City of Orange

 

400 S Flwoer 2/1 1145 sqft. $215,900

 

1910 Palmyra 2/3 1190 sqft. $237,900

 

5403 Avenida Palmer 4/3 3164 sqft $709,900

 

 

**Other cities available upon request**

 

 

 

Ashlie DuCros

 

 

Ashlie DuCros and Associates

Prudential California Realty

714-743-9778

www.AshlieDuCros.com

Aducroshomes@gmail.com

 

Who should you believe, your realtor?

by Ashlie DuCros

Great Article!! Who should you listen to? For any questions, please contact me at 714-743-9778, or ADucroshomes@gmail.com

 

OK. You Win. Stop Listening to Real Estate Agents!

by The KCM Crew on April 5, 2011 · 10 comments

in For Buyers

Each day we attempt to give truthful insight on the current housing market. If we report what is perceived as negative news, some in the real estate community come down on us hard. However, when we explain that we think now is a great time to buy, we get an avalanche of feedback from the general public attacking us for being nothing more than puppets for real estate agents across the country. Today, we don’t want you to listen to what we think about the opportunities that exist for buyers in this market. Instead, we want to report on what some members of the investment community are saying.

The Wall Street Journal

Jim Woods wrote an article earlier this year for Market Watch, part of the Wall Street Journal’s digital network. Its title: Why your best investment is a house. Mr. Woods compared the investment potential of real estate against other asset classes such as stocks and precious metals. Here was his conclusion.

One reason your best investment right now could be a home has to do with the relative upside of getting in on an asset class while it’s at the bottom versus buying into other asset classes that could be near a top. Consider for a moment the tremendous upside we’ve seen in stocks, precious metals and agricultural commodities over the past 12 months…

If you’re a long-term investor looking to put money to work, now is not really the best time to get into any of these three asset classes. However, with home sales starting to improve, and with prices now possibly forming a bottom, real estate could well be the asset class that represents the best low-risk buying opportunity out there today…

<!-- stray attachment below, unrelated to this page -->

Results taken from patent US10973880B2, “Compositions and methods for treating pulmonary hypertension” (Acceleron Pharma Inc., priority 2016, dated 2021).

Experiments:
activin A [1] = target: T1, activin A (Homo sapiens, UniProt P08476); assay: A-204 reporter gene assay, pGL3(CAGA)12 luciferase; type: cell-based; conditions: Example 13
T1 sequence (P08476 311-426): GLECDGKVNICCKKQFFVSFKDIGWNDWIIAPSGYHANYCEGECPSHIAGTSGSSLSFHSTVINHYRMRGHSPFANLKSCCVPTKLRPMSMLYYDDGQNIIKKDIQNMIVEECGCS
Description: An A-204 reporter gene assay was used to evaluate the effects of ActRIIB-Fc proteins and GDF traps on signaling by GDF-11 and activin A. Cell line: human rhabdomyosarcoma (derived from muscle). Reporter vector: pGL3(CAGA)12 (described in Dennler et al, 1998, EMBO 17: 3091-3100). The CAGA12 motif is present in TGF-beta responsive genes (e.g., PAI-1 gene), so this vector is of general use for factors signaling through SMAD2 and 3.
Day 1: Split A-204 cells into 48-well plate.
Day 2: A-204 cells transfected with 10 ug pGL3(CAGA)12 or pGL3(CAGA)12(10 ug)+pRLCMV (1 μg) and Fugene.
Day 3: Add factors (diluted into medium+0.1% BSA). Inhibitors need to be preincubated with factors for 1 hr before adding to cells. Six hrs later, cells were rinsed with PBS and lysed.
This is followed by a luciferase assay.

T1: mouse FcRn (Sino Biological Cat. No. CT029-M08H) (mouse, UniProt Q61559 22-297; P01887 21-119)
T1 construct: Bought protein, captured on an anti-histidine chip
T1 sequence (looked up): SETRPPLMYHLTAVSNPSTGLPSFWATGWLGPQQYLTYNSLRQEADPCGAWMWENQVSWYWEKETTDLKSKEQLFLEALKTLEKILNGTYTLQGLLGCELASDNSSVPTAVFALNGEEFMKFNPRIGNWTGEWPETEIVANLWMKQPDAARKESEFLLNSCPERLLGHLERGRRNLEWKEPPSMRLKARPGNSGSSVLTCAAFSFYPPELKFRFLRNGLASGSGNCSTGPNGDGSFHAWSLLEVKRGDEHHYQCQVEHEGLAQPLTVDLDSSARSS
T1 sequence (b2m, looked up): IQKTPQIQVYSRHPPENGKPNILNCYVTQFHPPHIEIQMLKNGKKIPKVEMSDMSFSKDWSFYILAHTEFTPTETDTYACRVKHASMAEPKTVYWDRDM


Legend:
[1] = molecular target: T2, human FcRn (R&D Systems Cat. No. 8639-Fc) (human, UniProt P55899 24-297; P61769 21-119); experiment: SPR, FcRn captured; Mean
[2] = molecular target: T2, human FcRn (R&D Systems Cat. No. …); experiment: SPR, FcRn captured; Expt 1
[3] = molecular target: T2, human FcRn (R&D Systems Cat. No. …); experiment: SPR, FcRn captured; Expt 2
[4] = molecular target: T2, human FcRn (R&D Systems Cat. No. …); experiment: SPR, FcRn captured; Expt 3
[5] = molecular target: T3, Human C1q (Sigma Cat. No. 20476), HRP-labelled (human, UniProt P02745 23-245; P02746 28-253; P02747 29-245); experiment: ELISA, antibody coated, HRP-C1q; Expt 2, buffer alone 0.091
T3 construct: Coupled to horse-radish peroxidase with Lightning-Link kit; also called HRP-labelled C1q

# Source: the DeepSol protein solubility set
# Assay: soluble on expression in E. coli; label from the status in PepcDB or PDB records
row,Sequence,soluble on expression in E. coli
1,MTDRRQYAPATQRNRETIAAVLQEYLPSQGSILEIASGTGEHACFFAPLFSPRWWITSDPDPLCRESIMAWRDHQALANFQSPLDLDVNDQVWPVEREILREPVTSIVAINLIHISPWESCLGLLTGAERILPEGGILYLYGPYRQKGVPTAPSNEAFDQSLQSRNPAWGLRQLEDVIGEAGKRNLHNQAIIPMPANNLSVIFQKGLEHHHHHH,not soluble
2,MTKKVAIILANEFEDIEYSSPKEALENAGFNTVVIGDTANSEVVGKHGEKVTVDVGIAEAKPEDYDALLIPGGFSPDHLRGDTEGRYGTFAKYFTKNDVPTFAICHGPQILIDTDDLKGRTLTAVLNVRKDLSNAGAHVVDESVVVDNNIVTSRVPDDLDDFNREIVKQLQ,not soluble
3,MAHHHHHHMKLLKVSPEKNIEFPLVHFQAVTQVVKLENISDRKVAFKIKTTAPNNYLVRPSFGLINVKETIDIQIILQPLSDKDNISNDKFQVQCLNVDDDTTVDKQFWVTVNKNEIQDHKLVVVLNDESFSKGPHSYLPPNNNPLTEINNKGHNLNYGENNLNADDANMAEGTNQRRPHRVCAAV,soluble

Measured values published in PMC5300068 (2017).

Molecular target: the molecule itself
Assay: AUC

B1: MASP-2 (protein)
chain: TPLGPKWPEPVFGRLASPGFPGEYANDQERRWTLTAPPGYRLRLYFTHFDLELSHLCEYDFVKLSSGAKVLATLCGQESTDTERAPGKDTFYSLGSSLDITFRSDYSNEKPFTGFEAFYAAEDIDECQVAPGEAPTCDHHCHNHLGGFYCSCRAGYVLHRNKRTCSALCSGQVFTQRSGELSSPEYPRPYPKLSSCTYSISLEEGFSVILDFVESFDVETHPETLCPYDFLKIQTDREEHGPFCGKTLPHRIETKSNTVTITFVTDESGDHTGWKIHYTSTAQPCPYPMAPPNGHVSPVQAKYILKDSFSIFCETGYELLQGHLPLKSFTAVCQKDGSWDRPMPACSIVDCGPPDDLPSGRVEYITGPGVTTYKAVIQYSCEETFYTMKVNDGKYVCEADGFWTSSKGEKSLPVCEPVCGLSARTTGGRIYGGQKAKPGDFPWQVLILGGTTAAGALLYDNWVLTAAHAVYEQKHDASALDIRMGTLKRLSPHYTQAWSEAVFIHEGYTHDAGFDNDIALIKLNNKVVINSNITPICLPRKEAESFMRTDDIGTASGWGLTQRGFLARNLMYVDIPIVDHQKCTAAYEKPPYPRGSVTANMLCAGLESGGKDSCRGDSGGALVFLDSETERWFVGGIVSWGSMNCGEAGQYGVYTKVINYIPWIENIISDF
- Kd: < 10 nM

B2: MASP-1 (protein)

Mr. Woods went on to talk about the financing portion of the purchase:

Yes, mortgage rates still are near historical lows, but if we see these rates rise, then the cost of a new home could climb significantly. So, now could really be the best time to pull the trigger on that home purchase — and it could also be your best investment right now.

Fortune Magazine

Shawn Tully, senior editor at large for Fortune penned an article last week which was titled: Real estate: It’s time to buy again. In the article, Mr. Tully explained:

Forget stocks. Don’t bet on gold. After four years of plunging home prices, the most attractive asset class in America is housing.

Let’s state it simply and forcibly: Housing is back. Two basic factors are laying the foundation for dramatic recovery in residential real estate. The first is the historic drop in new construction … The second is a steep decline in prices, on the order of 30% nationwide since 2006, and as much as 55% in the hardest-hit markets. The story of this downturn has been an astonishing flight from the traditional American approach of buying new houses to an embrace of renting. But the new affordability will gradually lure Americans back to buying homes. And the return of the homeowner will start raising prices in many markets this year.

Bottom Line

Neither of the two media sources mentioned above has ever been accused of cuddling up to the National Association of Realtors. However, both have come to the same conclusion. It’s time to buy real estate. Perhaps we should listen to them.

Displaying blog entries 1-4 of 4

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Ashlie DuCros & Associates
Coldwell Banker Previews Global Luxury
21580 Yorba Linda Blvd.
Yorba Linda CA 92887
714-743-9778
Fax: 714-849-5489